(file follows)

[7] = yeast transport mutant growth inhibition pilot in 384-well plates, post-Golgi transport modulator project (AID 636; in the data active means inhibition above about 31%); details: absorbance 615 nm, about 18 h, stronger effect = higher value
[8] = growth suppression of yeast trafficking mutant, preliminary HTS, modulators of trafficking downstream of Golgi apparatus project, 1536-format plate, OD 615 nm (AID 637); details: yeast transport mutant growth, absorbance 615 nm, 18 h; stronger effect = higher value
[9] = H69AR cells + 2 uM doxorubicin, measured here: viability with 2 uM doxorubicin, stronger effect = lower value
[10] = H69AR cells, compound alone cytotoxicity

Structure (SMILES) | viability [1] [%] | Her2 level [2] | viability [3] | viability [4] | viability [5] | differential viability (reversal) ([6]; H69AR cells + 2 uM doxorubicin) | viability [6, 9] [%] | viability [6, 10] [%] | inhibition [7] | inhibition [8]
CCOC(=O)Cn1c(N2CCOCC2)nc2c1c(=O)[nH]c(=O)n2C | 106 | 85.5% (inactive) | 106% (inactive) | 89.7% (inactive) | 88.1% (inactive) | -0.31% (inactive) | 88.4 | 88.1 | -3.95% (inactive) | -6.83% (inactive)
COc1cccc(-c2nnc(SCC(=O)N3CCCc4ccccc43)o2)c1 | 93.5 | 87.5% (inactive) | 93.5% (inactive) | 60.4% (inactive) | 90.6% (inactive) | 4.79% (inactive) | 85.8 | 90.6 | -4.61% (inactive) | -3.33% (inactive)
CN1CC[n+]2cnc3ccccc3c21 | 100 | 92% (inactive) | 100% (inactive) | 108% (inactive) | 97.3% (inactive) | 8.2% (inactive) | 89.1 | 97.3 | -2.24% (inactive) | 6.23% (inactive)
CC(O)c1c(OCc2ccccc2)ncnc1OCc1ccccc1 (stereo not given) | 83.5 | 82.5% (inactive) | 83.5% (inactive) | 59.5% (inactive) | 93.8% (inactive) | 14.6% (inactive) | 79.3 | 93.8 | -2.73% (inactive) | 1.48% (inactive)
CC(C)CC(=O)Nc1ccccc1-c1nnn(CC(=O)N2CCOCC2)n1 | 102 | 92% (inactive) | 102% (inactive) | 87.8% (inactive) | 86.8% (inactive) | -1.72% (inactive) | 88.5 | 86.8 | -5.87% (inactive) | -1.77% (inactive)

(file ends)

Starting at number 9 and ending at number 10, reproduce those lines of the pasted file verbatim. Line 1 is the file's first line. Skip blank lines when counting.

CC(O)c1c(OCc2ccccc2)ncnc1OCc1ccccc1 (stereo not given) | 83.5 | 82.5% (inactive) | 83.5% (inactive) | 59.5% (inactive) | 93.8% (inactive) | 14.6% (inactive) | 79.3 | 93.8 | -2.73% (inactive) | 1.48% (inactive)
CC(C)CC(=O)Nc1ccccc1-c1nnn(CC(=O)N2CCOCC2)n1 | 102 | 92% (inactive) | 102% (inactive) | 87.8% (inactive) | 86.8% (inactive) | -1.72% (inactive) | 88.5 | 86.8 | -5.87% (inactive) | -1.77% (inactive)